Ethereum has been described as an “unprecedented arena for playing cooperative games” . But this arena today is powered by a certain hyper-competitive game, the game of MEV, which has corrupted the process by which our transactions become part of the blockchain.
Millions of dollars each year are lost to this competitive game, taken from the pockets of regular users and protocols, and extracted into the pockets of block producers. Block producers don't deserve it, but this is the way that the arena, and the game, have been constructed.
We at Rook Labs have been hard at work on a protocol to change that, by using the power of coordination to allow MEV to be extracted by the users and protocols that create it, rather than by block producers. We are excited to announce that after more than a year of design, development, and testing, the Rook Protocol — formerly called the “Coordination Game” — is now fully operational, and live for public use.
The Rook Protocol is a unique settlement engine powered by coordination. It receives signed orders or transactions before they are sent to the blockchain, and processes them through a network of Keepers — sophisticated bots that use this information to construct a more profitable transaction, send it to the blockchain, and settle it on your behalf. If the transaction discovers extra profit in the form of MEV, the Keeper shares it with you. The protocol uses a novel mechanism to prevent MEV from being extracted by the block producer when the transaction is being settled.
The Rook Protocol is the first protocol that allows generalized MEV to be internalized at the application layer. This allows more value to remain with users and smart contracts where it belongs, simultaneously reducing the total MEV available for extraction at the consensus layer, complementing systems like Flashbots.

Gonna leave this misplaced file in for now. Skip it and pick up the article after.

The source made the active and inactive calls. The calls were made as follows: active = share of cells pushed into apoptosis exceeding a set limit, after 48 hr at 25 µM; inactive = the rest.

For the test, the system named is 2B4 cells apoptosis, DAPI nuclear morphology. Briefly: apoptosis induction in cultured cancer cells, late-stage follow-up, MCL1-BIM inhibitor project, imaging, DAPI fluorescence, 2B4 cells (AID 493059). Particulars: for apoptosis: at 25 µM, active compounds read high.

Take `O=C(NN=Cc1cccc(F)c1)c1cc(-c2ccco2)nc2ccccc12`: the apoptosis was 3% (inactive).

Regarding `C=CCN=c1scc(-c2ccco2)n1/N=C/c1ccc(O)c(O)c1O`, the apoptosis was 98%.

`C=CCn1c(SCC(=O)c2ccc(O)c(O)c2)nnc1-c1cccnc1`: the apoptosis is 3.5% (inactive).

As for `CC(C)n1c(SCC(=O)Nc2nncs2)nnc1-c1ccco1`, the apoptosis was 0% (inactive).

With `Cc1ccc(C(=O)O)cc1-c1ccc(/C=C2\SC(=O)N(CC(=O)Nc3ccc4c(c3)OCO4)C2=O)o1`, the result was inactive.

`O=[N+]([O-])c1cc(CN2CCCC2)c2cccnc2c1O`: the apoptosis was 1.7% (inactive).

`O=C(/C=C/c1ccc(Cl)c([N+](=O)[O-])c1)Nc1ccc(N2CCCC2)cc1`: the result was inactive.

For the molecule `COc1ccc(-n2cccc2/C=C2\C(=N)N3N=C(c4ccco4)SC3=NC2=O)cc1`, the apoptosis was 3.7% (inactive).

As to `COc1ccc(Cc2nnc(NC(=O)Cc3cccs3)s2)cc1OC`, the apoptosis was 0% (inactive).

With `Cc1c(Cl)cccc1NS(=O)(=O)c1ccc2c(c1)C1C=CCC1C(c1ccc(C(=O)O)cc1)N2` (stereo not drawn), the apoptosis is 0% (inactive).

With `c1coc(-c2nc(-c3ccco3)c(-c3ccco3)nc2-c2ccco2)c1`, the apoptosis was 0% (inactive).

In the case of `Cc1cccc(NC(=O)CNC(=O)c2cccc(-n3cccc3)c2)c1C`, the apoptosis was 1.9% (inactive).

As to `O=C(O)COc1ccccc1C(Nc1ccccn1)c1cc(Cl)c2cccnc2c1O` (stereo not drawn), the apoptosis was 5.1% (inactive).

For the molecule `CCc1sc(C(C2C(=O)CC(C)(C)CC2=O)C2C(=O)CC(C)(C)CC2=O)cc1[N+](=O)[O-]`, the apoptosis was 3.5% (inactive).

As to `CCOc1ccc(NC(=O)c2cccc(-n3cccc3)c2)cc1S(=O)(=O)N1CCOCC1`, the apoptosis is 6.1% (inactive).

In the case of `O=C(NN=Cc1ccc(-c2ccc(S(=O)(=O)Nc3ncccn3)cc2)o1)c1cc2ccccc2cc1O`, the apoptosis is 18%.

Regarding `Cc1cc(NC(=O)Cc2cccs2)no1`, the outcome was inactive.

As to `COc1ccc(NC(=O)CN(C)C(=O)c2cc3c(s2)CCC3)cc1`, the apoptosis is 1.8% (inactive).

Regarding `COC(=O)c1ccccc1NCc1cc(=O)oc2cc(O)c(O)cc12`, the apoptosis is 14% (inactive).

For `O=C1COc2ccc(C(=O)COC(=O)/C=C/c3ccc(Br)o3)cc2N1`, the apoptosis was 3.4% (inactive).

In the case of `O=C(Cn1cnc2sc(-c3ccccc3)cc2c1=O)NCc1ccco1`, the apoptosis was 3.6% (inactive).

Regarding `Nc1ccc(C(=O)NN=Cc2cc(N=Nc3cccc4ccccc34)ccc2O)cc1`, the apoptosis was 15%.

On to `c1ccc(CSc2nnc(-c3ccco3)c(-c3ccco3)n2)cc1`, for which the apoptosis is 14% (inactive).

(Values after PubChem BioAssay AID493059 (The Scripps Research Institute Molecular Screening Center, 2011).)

There are additional quality-of-life benefits for users as well. Because the originator of the transaction is not the one settling it, the user does not need to pay gas, or a fee. The transaction will appear to be free. In fact, because MEV will be paid to the user for the transaction, they can in that sense expect to be paid for their transaction, a DeFi equivalent of payment-for-order-flow.
The Rook Protocol is entirely compatible with any existing settlement method, including Flashbots, Eden, and the public mempool. For that matter, it supports settlement on any blockchain, or against off-chain sources of liquidity. Keepers are free to construct and broadcast transactions using whatever method they prefer.
A user submits a transaction (or a signature authorizing one) to the Rook Protocol through one of our APIs.
We maintain a range of distinct API services that cater to specific use-cases, including market making, automated trading, smart contracts, dApps, and a general-purpose RPC.
The only API available for public use at the time of launch is the HidingBook API, which presents an orderbook-like interface allowing users to submit signed limit orders to be settled on-chain by Keepers.
Keepers continually sift through the signed orders in the HidingBook and the transactions coming through the other Rook Protocol APIs. They monitor various blockchains, searching for ways to use those orders and transactions to create profit.
Alone, your order or transaction will be worth nothing, but a cleverly constructed transaction can generate extra profit, and because it uses your order as a key ingredient, you will be paid accordingly.